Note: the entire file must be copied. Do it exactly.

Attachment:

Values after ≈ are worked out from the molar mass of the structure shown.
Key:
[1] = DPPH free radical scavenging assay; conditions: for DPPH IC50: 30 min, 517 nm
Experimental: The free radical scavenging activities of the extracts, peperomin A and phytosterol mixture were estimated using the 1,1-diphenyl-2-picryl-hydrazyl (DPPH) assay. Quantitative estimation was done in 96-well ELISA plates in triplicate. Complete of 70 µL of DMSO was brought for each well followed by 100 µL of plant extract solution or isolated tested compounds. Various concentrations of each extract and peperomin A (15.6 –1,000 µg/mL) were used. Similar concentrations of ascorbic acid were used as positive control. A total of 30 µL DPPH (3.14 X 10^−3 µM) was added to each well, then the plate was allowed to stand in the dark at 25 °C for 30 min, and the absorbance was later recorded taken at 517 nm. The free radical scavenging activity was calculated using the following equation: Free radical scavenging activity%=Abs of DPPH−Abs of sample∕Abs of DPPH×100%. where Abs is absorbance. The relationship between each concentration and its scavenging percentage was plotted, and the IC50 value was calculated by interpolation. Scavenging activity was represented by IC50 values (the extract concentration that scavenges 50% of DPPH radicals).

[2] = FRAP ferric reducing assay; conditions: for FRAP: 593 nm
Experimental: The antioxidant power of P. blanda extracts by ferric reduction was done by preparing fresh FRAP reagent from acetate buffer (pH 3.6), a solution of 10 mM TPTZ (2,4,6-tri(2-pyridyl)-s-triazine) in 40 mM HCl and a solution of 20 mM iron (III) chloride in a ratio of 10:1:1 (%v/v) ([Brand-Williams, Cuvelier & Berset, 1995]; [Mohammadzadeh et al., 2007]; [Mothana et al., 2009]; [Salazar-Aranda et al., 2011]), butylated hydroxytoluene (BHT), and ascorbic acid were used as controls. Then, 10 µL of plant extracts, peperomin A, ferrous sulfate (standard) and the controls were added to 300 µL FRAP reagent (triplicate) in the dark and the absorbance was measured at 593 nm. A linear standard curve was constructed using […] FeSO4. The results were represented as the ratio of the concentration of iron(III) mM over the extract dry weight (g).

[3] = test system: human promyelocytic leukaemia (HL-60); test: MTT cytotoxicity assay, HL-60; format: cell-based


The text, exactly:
Values after ≈ are worked out from the molar mass of the structure shown.
Key:
[1] = DPPH free radical scavenging assay; conditions: for DPPH IC50: 30 min, 517 nm
Experimental: The free radical scavenging activities of the extracts, peperomin A and phytosterol mixture were estimated using the 1,1-diphenyl-2-picryl-hydrazyl (DPPH) assay. Quantitative estimation was done in 96-well ELISA plates in triplicate. Complete of 70 µL of DMSO was brought for each well followed by 100 µL of plant extract solution or isolated tested compounds. Various concentrations of each extract and peperomin A (15.6 –1,000 µg/mL) were used. Similar concentrations of ascorbic acid were used as positive control. A total of 30 µL DPPH (3.14 X 10^−3 µM) was added to each well, then the plate was allowed to stand in the dark at 25 °C for 30 min, and the absorbance was later recorded taken at 517 nm. The free radical scavenging activity was calculated using the following equation: Free radical scavenging activity%=Abs of DPPH−Abs of sample∕Abs of DPPH×100%. where Abs is absorbance. The relationship between each concentration and its scavenging percentage was plotted, and the IC50 value was calculated by interpolation. Scavenging activity was represented by IC50 values (the extract concentration that scavenges 50% of DPPH radicals).

[2] = FRAP ferric reducing assay; conditions: for FRAP: 593 nm
Experimental: The antioxidant power of P. blanda extracts by ferric reduction was done by preparing fresh FRAP reagent from acetate buffer (pH 3.6), a solution of 10 mM TPTZ (2,4,6-tri(2-pyridyl)-s-triazine) in 40 mM HCl and a solution of 20 mM iron (III) chloride in a ratio of 10:1:1 (%v/v) ([Brand-Williams, Cuvelier & Berset, 1995]; [Mohammadzadeh et al., 2007]; [Mothana et al., 2009]; [Salazar-Aranda et al., 2011]), butylated hydroxytoluene (BHT), and ascorbic acid were used as controls. Then, 10 µL of plant extracts, peperomin A, ferrous sulfate (standard) and the controls were added to 300 µL FRAP reagent (triplicate) in the dark and the absorbance was measured at 593 nm. A linear standard curve was constructed using […] FeSO4. The results were represented as the ratio of the concentration of iron(III) mM over the extract dry weight (g).

[3] = test system: human promyelocytic leukaemia (HL-60); test: MTT cytotoxicity assay, HL-60; format: cell-based